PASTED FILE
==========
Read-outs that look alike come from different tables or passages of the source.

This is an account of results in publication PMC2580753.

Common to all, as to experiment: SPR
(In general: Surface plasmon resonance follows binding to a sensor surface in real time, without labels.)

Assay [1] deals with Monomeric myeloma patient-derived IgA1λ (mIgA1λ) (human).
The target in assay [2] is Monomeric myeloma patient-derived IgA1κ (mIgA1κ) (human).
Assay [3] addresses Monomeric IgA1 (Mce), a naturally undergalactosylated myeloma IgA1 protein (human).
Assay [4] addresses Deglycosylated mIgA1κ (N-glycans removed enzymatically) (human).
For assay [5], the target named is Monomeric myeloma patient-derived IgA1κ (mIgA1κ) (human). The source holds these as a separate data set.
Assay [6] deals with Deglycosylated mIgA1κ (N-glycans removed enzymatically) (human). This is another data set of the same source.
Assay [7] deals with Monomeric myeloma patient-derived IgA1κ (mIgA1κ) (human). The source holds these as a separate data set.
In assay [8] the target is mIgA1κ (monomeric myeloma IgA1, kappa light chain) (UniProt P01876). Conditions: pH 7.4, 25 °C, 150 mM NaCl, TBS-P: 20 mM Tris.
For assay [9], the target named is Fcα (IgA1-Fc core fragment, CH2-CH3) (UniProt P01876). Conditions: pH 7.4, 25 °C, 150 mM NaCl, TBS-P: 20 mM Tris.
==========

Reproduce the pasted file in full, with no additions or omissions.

Read-outs that look alike come from different tables or passages of the source.

This is an account of results in publication PMC2580753.

Common to all, as to experiment: SPR
(In general: Surface plasmon resonance follows binding to a sensor surface in real time, without labels.)

Assay [1] deals with Monomeric myeloma patient-derived IgA1λ (mIgA1λ) (human).
The target in assay [2] is Monomeric myeloma patient-derived IgA1κ (mIgA1κ) (human).
Assay [3] addresses Monomeric IgA1 (Mce), a naturally undergalactosylated myeloma IgA1 protein (human).
Assay [4] addresses Deglycosylated mIgA1κ (N-glycans removed enzymatically) (human).
For assay [5], the target named is Monomeric myeloma patient-derived IgA1κ (mIgA1κ) (human). The source holds these as a separate data set.
Assay [6] deals with Deglycosylated mIgA1κ (N-glycans removed enzymatically) (human). This is another data set of the same source.
Assay [7] deals with Monomeric myeloma patient-derived IgA1κ (mIgA1κ) (human). The source holds these as a separate data set.
In assay [8] the target is mIgA1κ (monomeric myeloma IgA1, kappa light chain) (UniProt P01876). Conditions: pH 7.4, 25 °C, 150 mM NaCl, TBS-P: 20 mM Tris.
For assay [9], the target named is Fcα (IgA1-Fc core fragment, CH2-CH3) (UniProt P01876). Conditions: pH 7.4, 25 °C, 150 mM NaCl, TBS-P: 20 mM Tris.